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The Sweet Life_Ceramics: Art & Perception

The Sweet Life_Ceramics: Art & Perception

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Published by Blair Schulman
Commentary of The Sweet Life,a 4-person show held at the Belger Art Center, Kansas City, Missouri.
Commentary of The Sweet Life,a 4-person show held at the Belger Art Center, Kansas City, Missouri.

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Published by: Blair Schulman on Feb 25, 2013
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02/26/2013

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Ceramics: Art and Perception No. 91 2012
0
A Review by Blair Schulman
Chandra DeBuse, Jana Evans Jenny Gawronski and Courtney Murphy
The Sweet Life
 
Ceramics: Art and Perception No. 91 2012
0
The livelihood of an apprentice and craftsmanshipthrough years of study was threatened. And theywere right. Over the decades, however, as moderndesign became the norm and industrialisation madeeveryday items readily available and more afford-able to a greater number of people, a return to one-of-a-kind objects became the zeitgeist.The attitudes associated with mass production,coupled with more leisure time stemming from theease of industrialisation, became an unforeseen prob-lem and were somewhat linked together. Dovetailedperfectly with the ease of food preparation over thedecades, these attitudes presented a tertiary conun-drum that fed directly into this culture. There aremultiple medical and psychological studies thatreconcile the balance between obesity and the itemsused to serve food.A 2008 article in
Preventing Chronic Disease
 , a peri-odical published by the CDC (Centers for DiseaseControl and Prevention), “Eating as an AutomaticBehavior” by Deborah A Cohen, MD, MPH andThomas Farley, MD, MPH, cite this concept as con-tributing to the growth of an obesity epidemic inWestern culture. Automatic behaviours are thosethat “occur without awareness, are initiated with-out intention, tend to continue without control andoperate efciently or with little effort”. The response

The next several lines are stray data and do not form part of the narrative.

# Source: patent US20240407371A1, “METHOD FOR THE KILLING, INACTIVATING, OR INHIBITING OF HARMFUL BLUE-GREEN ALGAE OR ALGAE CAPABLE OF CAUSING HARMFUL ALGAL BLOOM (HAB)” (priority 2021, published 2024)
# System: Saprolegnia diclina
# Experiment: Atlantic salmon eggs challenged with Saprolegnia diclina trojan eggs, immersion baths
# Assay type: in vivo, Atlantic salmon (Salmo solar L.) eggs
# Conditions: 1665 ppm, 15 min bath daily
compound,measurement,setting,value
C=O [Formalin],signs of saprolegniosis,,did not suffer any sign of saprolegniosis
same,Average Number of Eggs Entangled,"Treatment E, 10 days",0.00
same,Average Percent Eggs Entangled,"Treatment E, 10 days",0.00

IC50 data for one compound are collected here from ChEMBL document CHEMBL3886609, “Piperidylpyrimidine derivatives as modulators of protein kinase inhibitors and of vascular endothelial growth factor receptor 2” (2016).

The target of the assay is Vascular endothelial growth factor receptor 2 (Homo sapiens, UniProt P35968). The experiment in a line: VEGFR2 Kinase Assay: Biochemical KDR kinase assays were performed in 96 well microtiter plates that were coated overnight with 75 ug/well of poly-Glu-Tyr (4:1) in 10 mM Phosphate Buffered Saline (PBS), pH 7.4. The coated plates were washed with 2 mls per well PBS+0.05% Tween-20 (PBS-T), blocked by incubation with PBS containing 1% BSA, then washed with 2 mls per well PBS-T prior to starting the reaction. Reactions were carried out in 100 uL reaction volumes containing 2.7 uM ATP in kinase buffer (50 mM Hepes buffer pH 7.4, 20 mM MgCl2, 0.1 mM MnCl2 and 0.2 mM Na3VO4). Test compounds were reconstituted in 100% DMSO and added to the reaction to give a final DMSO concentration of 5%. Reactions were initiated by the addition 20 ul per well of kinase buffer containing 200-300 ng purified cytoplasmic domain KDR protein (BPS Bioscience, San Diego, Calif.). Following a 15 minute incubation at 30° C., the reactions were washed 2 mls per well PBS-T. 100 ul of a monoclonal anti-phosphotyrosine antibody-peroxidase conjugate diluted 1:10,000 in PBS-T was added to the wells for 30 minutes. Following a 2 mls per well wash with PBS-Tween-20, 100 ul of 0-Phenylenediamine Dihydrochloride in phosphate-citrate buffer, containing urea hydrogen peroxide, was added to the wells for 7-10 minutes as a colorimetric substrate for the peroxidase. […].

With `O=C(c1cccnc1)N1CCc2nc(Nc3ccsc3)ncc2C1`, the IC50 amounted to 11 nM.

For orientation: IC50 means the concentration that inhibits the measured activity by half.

Facing page: Chandra Debuse.
Green Treat Server with GoldSpoon.
2011. White stoneware. 6.5 x 9 x 7 in.Image courtesy of the artist.Above: Courtney Murphy.
Sugar and Creamer 
. 2011. Earthenware.6 x 4.5 x 4.5 in. Image courtesy of the artist.
L
inen
 
napkins
 ,
good
 
table
 
manners
 
and
 
pretty
 
confectionary treats are all that is needed tocomplete the tableau found in
The Sweet Life
 ,an exhibition at Red Star Gallery in the Belger ArtCenter, Kansas City, Missouri, US. Featuring ChandraDeBuse, Jana Evans, Jenny Gawronski and CourtneyMurphy; their elegant and simple designs present asurface imagery that is reminiscent of a polite soci-ety seemingly long gone. Aesthetic accomplishmentsachieved, these delicate objects also construe deepersocial mores that are both subliminal and textural.To get a further understanding of the meanings behind their works it is important to take a look  back. One of the more notable transitional periodsof design is the
1851 Great Exhibition of London